I can understand that they may want to slim down their operation and focus on performers (20:80 etc) but this is so clumsy. Just pay out the commissions this one time, then impose the $20 minimum, if they must, on those who are informed in advance. To say to affiliates that the have been dumped ‘and by the way, we’re keeping your cash too!’, that just reckless and cheap. This company had a $140 Million+ turnover in 2009.

  • Bobcat March 31, 2010, 3:50 pm

    Silver, I agree with you entirely, do you think these sale channels include confirmation emails?? I do, infact i believe that has been the case for a while; cookies overwritten by new ones in the confirmation emails. How do you like that? See for yourself by doing a test. I think that is what is meant by ‘sales channels’. I believe that they only recently decided to legitimise this established practice by including it in the terms.

  • Melanie March 31, 2010, 7:28 pm

    Hi Vinny, I am sure they did clear it with their lawyers. Probably legal because you actually earn “credits” that you redeem for money. In my opinion, notacceptable for a n “Affiliate Program”.

    Thanks Rob, good to see that a merchant also thinks this is poor practice. Positive actions would net them greater rewards. I don’t even think they said they would terminate low producers, just that the commissions would be forfeited.

  • Melanie March 31, 2010, 7:40 pm

    Thanks for stopping by Silver. I agree that overwriting the cookies is 100% wrong as well. Unfortunately, this happens. Some merchants will link to a sister store ( a partner store). If a customer who had arrived at the original merchant site via an affiliate link, clicks on that partner store link and then clicks back to return to the original merchant site, the affiliate cookie gets overridden.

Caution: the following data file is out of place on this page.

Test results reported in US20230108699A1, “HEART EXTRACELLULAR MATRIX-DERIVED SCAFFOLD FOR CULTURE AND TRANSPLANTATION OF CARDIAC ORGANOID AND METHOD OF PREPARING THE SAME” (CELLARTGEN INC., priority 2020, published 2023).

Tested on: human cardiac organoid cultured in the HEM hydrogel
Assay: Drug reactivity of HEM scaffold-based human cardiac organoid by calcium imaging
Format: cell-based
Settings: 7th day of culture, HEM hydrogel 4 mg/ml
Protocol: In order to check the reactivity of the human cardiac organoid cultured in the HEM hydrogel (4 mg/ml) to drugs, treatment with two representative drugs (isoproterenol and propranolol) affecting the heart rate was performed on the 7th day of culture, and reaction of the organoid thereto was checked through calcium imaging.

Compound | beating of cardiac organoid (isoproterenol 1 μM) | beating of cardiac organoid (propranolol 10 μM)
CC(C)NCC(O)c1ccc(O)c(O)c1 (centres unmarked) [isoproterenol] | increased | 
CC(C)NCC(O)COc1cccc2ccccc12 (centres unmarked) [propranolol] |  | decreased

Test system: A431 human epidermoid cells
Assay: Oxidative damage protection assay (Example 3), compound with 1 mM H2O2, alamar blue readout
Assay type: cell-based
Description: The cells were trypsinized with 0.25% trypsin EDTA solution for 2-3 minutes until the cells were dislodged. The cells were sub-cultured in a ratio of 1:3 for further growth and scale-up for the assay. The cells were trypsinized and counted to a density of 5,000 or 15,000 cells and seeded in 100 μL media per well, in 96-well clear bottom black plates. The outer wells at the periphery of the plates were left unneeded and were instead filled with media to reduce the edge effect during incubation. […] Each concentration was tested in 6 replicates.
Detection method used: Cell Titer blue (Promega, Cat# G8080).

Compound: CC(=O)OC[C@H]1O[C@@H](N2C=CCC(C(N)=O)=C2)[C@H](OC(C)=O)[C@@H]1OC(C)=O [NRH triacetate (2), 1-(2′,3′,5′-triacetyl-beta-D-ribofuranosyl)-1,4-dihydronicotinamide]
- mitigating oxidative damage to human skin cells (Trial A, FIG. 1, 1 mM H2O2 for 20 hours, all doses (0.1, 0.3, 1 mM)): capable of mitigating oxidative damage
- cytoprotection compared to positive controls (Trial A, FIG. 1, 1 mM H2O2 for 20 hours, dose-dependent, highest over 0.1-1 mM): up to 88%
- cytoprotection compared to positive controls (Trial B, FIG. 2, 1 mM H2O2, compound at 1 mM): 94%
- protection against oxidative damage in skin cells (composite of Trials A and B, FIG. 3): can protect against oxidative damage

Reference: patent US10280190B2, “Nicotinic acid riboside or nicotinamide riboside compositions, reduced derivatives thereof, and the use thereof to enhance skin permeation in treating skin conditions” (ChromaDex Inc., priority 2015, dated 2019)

This leak can be fixed without sacrificing the affiliate cookie. Some merchants are very receptive when they learn that it is a leak, that affiliates lose out. These receptive merchants take the necessary steps to correct the problem when they learn about it.

    Several months ago I contacted a merchant about the links on their website to their sister stores. When I told them it was a negative because affiliates lose commission. Their response? They fixed it and linked the stores affiliate programs. Took less than 48 hours for them to implement the fix.

    Yes, there are other merchants who override with their newsletters but many do not.

    As Affiliates we need to set our standards and find merchants who meet those standards. We should never settle, there are always better programs to choose from.

  • Melanie March 31, 2010, 7:50 pm

    Thanks Bobcat.

    There are many concerns with this new “agreement”. Their acknowledgement that they may override Affiliate cookies with other channels should be unacceptable to Affiliates. Unfortunately, some may feel they have no choice but they do – seek out merchants who value the Affiliate.

    Some super- affiliates may be able to get a special deal to compensate but what guarantee is there that other unethical practices won’t steal more?

    Stealing commissions is wrong, whether it is done with the Affiliate’s knowledge or not.

    Affiliates need to decide if they will accept this practice or not.

    My standards are higher.

  • Jen Knox April 17, 2010, 12:46 am

    Chalk this up as another “Stupid Affiliate Management Trick” like random deactivation for “inactivity”, overly strict program acceptance rules and the obscene minimum payout threshold.

    I’ve been an affiliate marketer for 12 years (practically since the affliate program as we know it has existed) and these “tricks” will, hopefully separate the wheat from the chaff program-wise. Redirect those links to their stiffest competition, people! ;) Vote with your links, cash out and move on.

    Motivation comes from pushing people TOWARD a goal, not from fear of falling short. We affiliates have nearly limitless companies we can promote. Affiliate managers need to get with the program and realize we can be their strongest asset, or from a competition standpoint, their worst enemy.